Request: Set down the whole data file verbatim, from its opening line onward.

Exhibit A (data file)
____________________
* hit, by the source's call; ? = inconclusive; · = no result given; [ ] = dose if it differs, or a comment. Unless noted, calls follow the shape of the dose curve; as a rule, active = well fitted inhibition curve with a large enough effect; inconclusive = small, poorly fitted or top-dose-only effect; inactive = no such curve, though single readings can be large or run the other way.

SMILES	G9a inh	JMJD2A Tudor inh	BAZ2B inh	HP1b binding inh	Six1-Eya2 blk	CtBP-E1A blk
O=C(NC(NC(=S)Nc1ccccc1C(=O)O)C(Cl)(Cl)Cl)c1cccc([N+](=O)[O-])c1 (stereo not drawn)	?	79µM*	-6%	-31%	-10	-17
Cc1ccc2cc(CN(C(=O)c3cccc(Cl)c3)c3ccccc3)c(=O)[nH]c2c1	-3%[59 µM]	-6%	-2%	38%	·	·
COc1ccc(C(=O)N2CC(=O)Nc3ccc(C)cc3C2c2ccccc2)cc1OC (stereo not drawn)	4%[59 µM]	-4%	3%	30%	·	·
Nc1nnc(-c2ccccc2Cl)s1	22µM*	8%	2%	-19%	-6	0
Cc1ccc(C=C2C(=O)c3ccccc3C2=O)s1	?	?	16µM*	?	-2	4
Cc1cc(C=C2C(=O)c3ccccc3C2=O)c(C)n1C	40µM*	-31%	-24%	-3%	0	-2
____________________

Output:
* hit, by the source's call; ? = inconclusive; · = no result given; [ ] = dose if it differs, or a comment. Unless noted, calls follow the shape of the dose curve; as a rule, active = well fitted inhibition curve with a large enough effect; inconclusive = small, poorly fitted or top-dose-only effect; inactive = no such curve, though single readings can be large or run the other way.

SMILES	G9a inh	JMJD2A Tudor inh	BAZ2B inh	HP1b binding inh	Six1-Eya2 blk	CtBP-E1A blk
O=C(NC(NC(=S)Nc1ccccc1C(=O)O)C(Cl)(Cl)Cl)c1cccc([N+](=O)[O-])c1 (stereo not drawn)	?	79µM*	-6%	-31%	-10	-17
Cc1ccc2cc(CN(C(=O)c3cccc(Cl)c3)c3ccccc3)c(=O)[nH]c2c1	-3%[59 µM]	-6%	-2%	38%	·	·
COc1ccc(C(=O)N2CC(=O)Nc3ccc(C)cc3C2c2ccccc2)cc1OC (stereo not drawn)	4%[59 µM]	-4%	3%	30%	·	·
Nc1nnc(-c2ccccc2Cl)s1	22µM*	8%	2%	-19%	-6	0
Cc1ccc(C=C2C(=O)c3ccccc3C2=O)s1	?	?	16µM*	?	-2	4
Cc1cc(C=C2C(=O)c3ccccc3C2=O)c(C)n1C	40µM*	-31%	-24%	-3%	0	-2